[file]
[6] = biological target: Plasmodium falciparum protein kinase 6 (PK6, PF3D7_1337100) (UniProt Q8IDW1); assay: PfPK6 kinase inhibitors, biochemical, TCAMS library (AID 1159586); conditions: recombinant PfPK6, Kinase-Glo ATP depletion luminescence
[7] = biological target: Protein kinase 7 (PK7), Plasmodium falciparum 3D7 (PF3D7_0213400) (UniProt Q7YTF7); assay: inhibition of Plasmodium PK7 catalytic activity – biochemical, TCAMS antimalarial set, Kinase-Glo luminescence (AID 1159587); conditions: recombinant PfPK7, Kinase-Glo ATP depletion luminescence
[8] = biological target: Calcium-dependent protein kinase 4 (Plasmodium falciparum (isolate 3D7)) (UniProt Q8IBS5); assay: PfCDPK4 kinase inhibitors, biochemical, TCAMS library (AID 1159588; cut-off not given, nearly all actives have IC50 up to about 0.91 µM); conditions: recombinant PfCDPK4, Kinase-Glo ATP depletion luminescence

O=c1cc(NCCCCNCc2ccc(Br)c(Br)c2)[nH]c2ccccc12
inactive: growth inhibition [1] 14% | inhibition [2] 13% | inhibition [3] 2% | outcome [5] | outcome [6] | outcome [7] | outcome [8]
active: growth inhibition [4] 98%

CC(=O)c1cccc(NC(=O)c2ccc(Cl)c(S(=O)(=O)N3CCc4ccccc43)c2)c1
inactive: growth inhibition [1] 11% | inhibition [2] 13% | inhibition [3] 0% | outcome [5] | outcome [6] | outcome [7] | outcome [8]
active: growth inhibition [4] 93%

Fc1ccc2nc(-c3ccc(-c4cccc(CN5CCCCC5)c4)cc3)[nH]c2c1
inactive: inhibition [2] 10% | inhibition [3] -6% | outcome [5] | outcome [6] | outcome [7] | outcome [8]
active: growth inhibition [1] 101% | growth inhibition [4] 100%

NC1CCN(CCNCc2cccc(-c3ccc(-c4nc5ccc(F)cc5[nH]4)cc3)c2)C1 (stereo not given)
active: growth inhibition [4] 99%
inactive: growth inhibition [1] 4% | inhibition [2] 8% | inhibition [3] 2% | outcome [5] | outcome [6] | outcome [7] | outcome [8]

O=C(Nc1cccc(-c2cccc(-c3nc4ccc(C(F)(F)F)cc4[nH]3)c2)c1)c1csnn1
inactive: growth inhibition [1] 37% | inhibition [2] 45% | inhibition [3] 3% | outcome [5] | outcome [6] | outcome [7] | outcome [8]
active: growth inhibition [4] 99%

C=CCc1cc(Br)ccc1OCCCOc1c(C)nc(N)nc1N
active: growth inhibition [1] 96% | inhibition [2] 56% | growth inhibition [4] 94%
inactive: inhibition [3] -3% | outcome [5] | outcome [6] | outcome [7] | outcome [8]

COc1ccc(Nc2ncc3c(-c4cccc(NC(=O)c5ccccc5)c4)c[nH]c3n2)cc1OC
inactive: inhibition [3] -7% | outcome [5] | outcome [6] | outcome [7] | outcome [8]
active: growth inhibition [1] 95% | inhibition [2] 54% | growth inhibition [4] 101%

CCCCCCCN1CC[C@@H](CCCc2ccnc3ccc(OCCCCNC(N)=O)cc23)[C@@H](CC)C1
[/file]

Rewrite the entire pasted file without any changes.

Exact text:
[6] = biological target: Plasmodium falciparum protein kinase 6 (PK6, PF3D7_1337100) (UniProt Q8IDW1); assay: PfPK6 kinase inhibitors, biochemical, TCAMS library (AID 1159586); conditions: recombinant PfPK6, Kinase-Glo ATP depletion luminescence
[7] = biological target: Protein kinase 7 (PK7), Plasmodium falciparum 3D7 (PF3D7_0213400) (UniProt Q7YTF7); assay: inhibition of Plasmodium PK7 catalytic activity – biochemical, TCAMS antimalarial set, Kinase-Glo luminescence (AID 1159587); conditions: recombinant PfPK7, Kinase-Glo ATP depletion luminescence
[8] = biological target: Calcium-dependent protein kinase 4 (Plasmodium falciparum (isolate 3D7)) (UniProt Q8IBS5); assay: PfCDPK4 kinase inhibitors, biochemical, TCAMS library (AID 1159588; cut-off not given, nearly all actives have IC50 up to about 0.91 µM); conditions: recombinant PfCDPK4, Kinase-Glo ATP depletion luminescence

O=c1cc(NCCCCNCc2ccc(Br)c(Br)c2)[nH]c2ccccc12
inactive: growth inhibition [1] 14% | inhibition [2] 13% | inhibition [3] 2% | outcome [5] | outcome [6] | outcome [7] | outcome [8]
active: growth inhibition [4] 98%

CC(=O)c1cccc(NC(=O)c2ccc(Cl)c(S(=O)(=O)N3CCc4ccccc43)c2)c1
inactive: growth inhibition [1] 11% | inhibition [2] 13% | inhibition [3] 0% | outcome [5] | outcome [6] | outcome [7] | outcome [8]
active: growth inhibition [4] 93%

Fc1ccc2nc(-c3ccc(-c4cccc(CN5CCCCC5)c4)cc3)[nH]c2c1
inactive: inhibition [2] 10% | inhibition [3] -6% | outcome [5] | outcome [6] | outcome [7] | outcome [8]
active: growth inhibition [1] 101% | growth inhibition [4] 100%

NC1CCN(CCNCc2cccc(-c3ccc(-c4nc5ccc(F)cc5[nH]4)cc3)c2)C1 (stereo not given)
active: growth inhibition [4] 99%
inactive: growth inhibition [1] 4% | inhibition [2] 8% | inhibition [3] 2% | outcome [5] | outcome [6] | outcome [7] | outcome [8]

O=C(Nc1cccc(-c2cccc(-c3nc4ccc(C(F)(F)F)cc4[nH]3)c2)c1)c1csnn1
inactive: growth inhibition [1] 37% | inhibition [2] 45% | inhibition [3] 3% | outcome [5] | outcome [6] | outcome [7] | outcome [8]
active: growth inhibition [4] 99%

C=CCc1cc(Br)ccc1OCCCOc1c(C)nc(N)nc1N
active: growth inhibition [1] 96% | inhibition [2] 56% | growth inhibition [4] 94%
inactive: inhibition [3] -3% | outcome [5] | outcome [6] | outcome [7] | outcome [8]

COc1ccc(Nc2ncc3c(-c4cccc(NC(=O)c5ccccc5)c4)c[nH]c3n2)cc1OC
inactive: inhibition [3] -7% | outcome [5] | outcome [6] | outcome [7] | outcome [8]
active: growth inhibition [1] 95% | inhibition [2] 54% | growth inhibition [4] 101%

CCCCCCCN1CC[C@@H](CCCc2ccnc3ccc(OCCCCNC(N)=O)cc23)[C@@H](CC)C1